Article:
This week took it out of me

I witnessed two people who ought to have known better act like the worst kind of junior high girls this week and part of me just died. The coordination it must have taken to make sure that within three seconds of getting off the phone they wanted to make sure I knew they’d lied to me and I just couldn’t help but wonder if the mean-girl vibe was worth the OMFG, did I really just encourage a staff member to *lie* to a member of the public for no reason? moment.

The UBC policies state that encouraging someone else to break a policy is the same thing as breaking the policy. I hope for the minion’s sake, their office isn’t hanging them out to dry because their boss didn’t actually say “lie to a member of the public, despite that being against our policy of being professional and courteous.”

I sent off my first email to the Dean complaining about the lack of educational theory in my degree in May of 2021. If there’s a hell for educators, it’s watching people making serious lapses of judgement that have long-term consequences without being able to help them. Elisabeth wanted me to quit almost immediately.

But I knew the Dean had taken less than two hours to consider whether or not my complaint had any validity. I realized, in that instant, that none of it had mattered. I’d been so accommodating I’d withdrawn from the classwork because everyone found the mention of craft in their critiques just that upsetting. I’d adjusted to every single “be less craft-focused” email I got until it finally became obvious that “less” meant “none” and rather than raise a stink at a program that had craft-based in the mission statement banish the subject entirely, I kept my head down and just tried to graduate.

I tried to work with every instructor I had. I set up a direct line of communication with the Chair so that if she was going to ignore policy again, none of her staff were going to get into trouble just for following her orders. I followed the letter of not one but two policies in the off-chance that I might talk to someone who had been recently hired enough to have their training fresh in their mind.

I randomly called people’s phones trying to find someone in HR who would care that the only person trying to follow the policies is the student in question. Nothing. I randomly called a new hire lawyer I thought for sure would be objective enough to compare the actions to the violated policies and not to the title of the people violating them.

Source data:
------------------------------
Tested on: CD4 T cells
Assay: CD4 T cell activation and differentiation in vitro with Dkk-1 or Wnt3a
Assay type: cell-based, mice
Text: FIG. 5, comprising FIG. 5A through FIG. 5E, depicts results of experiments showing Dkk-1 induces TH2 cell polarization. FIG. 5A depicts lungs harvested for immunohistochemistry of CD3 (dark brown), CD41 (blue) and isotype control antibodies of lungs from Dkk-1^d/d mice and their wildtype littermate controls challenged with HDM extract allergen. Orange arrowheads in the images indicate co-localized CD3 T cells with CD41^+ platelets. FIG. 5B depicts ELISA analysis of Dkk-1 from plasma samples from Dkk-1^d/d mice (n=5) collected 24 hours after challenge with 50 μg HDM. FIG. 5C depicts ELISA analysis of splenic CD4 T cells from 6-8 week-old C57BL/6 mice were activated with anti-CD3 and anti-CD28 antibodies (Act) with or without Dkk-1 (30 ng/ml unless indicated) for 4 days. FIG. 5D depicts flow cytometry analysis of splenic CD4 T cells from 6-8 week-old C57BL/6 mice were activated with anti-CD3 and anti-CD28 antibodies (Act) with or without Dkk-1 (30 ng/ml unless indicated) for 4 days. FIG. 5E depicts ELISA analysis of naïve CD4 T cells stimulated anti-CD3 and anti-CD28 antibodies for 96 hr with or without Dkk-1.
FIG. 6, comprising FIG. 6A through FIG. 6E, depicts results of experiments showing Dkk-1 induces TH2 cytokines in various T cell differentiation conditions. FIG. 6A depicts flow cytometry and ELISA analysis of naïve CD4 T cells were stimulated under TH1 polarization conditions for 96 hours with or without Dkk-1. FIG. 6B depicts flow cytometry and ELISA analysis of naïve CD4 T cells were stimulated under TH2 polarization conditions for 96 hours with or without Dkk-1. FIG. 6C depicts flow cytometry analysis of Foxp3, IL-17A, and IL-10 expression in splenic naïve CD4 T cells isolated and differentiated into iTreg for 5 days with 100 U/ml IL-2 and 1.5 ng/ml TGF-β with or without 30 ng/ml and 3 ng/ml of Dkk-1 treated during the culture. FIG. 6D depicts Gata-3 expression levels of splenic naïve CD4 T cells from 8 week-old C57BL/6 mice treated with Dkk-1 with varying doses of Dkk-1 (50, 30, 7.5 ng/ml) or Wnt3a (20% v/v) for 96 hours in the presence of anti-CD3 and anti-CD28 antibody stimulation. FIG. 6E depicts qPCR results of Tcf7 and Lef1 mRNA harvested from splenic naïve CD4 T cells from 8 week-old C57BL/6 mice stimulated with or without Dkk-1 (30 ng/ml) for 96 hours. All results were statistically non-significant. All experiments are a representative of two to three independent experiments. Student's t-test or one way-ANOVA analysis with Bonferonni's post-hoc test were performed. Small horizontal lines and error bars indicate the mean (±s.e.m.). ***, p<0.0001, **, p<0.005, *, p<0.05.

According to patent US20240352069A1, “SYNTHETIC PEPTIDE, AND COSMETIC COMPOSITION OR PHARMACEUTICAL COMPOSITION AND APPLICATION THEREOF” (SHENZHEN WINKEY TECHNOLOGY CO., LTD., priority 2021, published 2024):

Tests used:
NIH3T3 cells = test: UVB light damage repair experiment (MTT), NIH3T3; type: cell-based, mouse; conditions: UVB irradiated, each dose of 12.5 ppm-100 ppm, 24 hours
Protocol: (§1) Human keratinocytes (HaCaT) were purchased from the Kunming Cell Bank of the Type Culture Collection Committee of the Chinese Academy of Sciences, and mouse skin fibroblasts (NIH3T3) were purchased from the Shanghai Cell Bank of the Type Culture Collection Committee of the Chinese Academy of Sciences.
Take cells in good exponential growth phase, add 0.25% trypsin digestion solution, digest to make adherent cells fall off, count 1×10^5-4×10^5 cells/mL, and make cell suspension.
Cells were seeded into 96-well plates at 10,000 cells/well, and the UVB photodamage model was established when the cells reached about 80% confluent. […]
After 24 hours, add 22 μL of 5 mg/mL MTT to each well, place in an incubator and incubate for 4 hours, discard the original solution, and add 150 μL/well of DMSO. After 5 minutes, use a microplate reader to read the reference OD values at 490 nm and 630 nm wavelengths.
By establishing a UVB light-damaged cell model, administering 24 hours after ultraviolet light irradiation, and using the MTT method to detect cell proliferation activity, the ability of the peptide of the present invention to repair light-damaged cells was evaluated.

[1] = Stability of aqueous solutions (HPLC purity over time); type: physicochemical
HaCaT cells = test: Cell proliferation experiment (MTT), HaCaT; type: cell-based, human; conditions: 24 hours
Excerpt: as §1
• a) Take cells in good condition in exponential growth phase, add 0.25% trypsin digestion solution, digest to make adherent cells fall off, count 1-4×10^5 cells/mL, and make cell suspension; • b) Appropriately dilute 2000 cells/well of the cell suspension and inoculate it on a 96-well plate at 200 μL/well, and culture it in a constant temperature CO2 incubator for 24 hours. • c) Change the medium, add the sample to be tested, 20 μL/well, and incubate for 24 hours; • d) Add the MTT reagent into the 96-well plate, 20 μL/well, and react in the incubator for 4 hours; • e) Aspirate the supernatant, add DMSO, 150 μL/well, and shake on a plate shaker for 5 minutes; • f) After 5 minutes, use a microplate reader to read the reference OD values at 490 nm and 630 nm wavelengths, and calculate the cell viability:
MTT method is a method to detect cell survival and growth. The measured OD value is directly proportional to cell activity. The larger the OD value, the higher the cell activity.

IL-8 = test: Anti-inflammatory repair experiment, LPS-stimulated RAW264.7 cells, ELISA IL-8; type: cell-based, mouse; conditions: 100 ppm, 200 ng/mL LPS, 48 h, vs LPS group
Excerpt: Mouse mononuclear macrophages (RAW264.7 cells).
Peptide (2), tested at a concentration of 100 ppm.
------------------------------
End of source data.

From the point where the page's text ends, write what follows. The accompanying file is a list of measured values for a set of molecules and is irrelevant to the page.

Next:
It didn’t work. But not only did it not work, she made the situation so much worse as one of her first actions on the job.

Hell, for a trainer, is watching people choose to follow the existing hierarchy and not the policies. Hell is following a policy any student should have been able to follow. It’s knowing that every person who wrote, “No, we’re not following the policies, we’re doing what we’re told” has made their life infinitely worse, just because I approached them as the policy required.

But students are being harmed by this program. I can’t tell you how hard it was for me to figure out I was wrong about everything I thought I knew (but didn’t) about craft. But my classmates have to realize UBC is wrong about craft, first.

When I called Equity and Inclusion, I had two people explain to me that harassing behaviour that is unique to an academic setting that doesn’t break the law is fine. I knew it was bad advice — so bad in fact that I actually raised my voice and told the person I was speaking to that they couldn’t say that to a student. I wasn’t angry for me. I knew eventually someone was going to have to sit down with this entire department and explain how to read policy.

But I was furious for the student who didn’t know what I know. That student couldn’t possibly have known that the director couldn’t act as though the university cared whether the improper conduct came from breaking the law, breaking the policies, or telling other people to break the policies. They’re all improper conduct.

When I asked for the decision to be appealed, I was told it couldn’t be, because it wasn’t against the law. What random student would know that any decision made at UBC can be appealed?

As an educator, I didn’t feel I could quit. I could hope each time I sent an email that this next person down the chain would approach the issue objectively as I’d always been trained to do. Each time they came back assuring me that their boss said they didn’t have to follow the policies. At least it wasn’t that random student who would think after 10-15 nos, that maybe they didn’t really have a case.

It’s current precedent that the only way to have academic freedom is to never challenge it. Because once a student tries to question, comment or criticise freely, all protections from those acts are stripped. Instructors and administrators alike are allowed to harass and retaliate against students who try to share opinions in a peer review setting that doesn’t fall in lock-step with the program’s groupthink. I didn’t quite get banished to the cornfield, but I hung out there by myself for most of my third year.

I wonder if the provost understands that by “protecting” the chair, he was hanging them out to dry. To err is human but to catch the minor fuck up before it becomes a major fuck up is policy.

But it’s been exhausting. And then UBC got a Minister to not even consider her obligation to the public because I’m pretty sure she was just following what she assumed was still the current play on the field.


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